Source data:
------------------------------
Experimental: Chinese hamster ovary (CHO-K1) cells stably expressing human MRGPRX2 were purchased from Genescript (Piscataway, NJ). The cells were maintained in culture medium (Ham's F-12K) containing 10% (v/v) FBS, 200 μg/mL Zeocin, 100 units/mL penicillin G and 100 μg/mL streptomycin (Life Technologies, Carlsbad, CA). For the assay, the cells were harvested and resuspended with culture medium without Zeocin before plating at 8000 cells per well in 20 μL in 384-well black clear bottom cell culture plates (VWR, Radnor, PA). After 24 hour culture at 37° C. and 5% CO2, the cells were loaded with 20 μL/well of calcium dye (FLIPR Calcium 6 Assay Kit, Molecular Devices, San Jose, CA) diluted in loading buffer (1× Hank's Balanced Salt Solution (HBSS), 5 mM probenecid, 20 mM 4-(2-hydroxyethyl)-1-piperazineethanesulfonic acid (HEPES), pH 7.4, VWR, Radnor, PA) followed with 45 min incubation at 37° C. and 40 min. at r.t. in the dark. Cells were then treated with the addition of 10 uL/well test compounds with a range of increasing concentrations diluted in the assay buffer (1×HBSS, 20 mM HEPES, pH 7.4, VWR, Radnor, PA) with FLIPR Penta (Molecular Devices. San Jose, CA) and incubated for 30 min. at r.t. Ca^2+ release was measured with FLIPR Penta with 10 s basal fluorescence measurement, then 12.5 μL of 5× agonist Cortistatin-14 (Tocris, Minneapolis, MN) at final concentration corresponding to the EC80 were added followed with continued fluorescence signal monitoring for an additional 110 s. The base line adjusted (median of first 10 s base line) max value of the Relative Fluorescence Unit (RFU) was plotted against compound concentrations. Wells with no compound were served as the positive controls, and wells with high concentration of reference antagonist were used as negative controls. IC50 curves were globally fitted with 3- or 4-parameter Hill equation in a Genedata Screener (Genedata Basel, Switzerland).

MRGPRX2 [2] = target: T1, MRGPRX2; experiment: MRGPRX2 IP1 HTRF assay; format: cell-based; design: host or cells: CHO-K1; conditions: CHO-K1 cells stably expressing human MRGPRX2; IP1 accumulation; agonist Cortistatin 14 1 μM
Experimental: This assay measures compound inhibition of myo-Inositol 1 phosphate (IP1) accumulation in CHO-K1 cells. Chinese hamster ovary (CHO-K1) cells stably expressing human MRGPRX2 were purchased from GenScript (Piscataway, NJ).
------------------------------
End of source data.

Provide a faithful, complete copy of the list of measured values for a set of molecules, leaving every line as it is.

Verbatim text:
Experimental: Chinese hamster ovary (CHO-K1) cells stably expressing human MRGPRX2 were purchased from Genescript (Piscataway, NJ). The cells were maintained in culture medium (Ham's F-12K) containing 10% (v/v) FBS, 200 μg/mL Zeocin, 100 units/mL penicillin G and 100 μg/mL streptomycin (Life Technologies, Carlsbad, CA). For the assay, the cells were harvested and resuspended with culture medium without Zeocin before plating at 8000 cells per well in 20 μL in 384-well black clear bottom cell culture plates (VWR, Radnor, PA). After 24 hour culture at 37° C. and 5% CO2, the cells were loaded with 20 μL/well of calcium dye (FLIPR Calcium 6 Assay Kit, Molecular Devices, San Jose, CA) diluted in loading buffer (1× Hank's Balanced Salt Solution (HBSS), 5 mM probenecid, 20 mM 4-(2-hydroxyethyl)-1-piperazineethanesulfonic acid (HEPES), pH 7.4, VWR, Radnor, PA) followed with 45 min incubation at 37° C. and 40 min. at r.t. in the dark. Cells were then treated with the addition of 10 uL/well test compounds with a range of increasing concentrations diluted in the assay buffer (1×HBSS, 20 mM HEPES, pH 7.4, VWR, Radnor, PA) with FLIPR Penta (Molecular Devices. San Jose, CA) and incubated for 30 min. at r.t. Ca^2+ release was measured with FLIPR Penta with 10 s basal fluorescence measurement, then 12.5 μL of 5× agonist Cortistatin-14 (Tocris, Minneapolis, MN) at final concentration corresponding to the EC80 were added followed with continued fluorescence signal monitoring for an additional 110 s. The base line adjusted (median of first 10 s base line) max value of the Relative Fluorescence Unit (RFU) was plotted against compound concentrations. Wells with no compound were served as the positive controls, and wells with high concentration of reference antagonist were used as negative controls. IC50 curves were globally fitted with 3- or 4-parameter Hill equation in a Genedata Screener (Genedata Basel, Switzerland).

MRGPRX2 [2] = target: T1, MRGPRX2; experiment: MRGPRX2 IP1 HTRF assay; format: cell-based; design: host or cells: CHO-K1; conditions: CHO-K1 cells stably expressing human MRGPRX2; IP1 accumulation; agonist Cortistatin 14 1 μM
Experimental: This assay measures compound inhibition of myo-Inositol 1 phosphate (IP1) accumulation in CHO-K1 cells. Chinese hamster ovary (CHO-K1) cells stably expressing human MRGPRX2 were purchased from GenScript (Piscataway, NJ).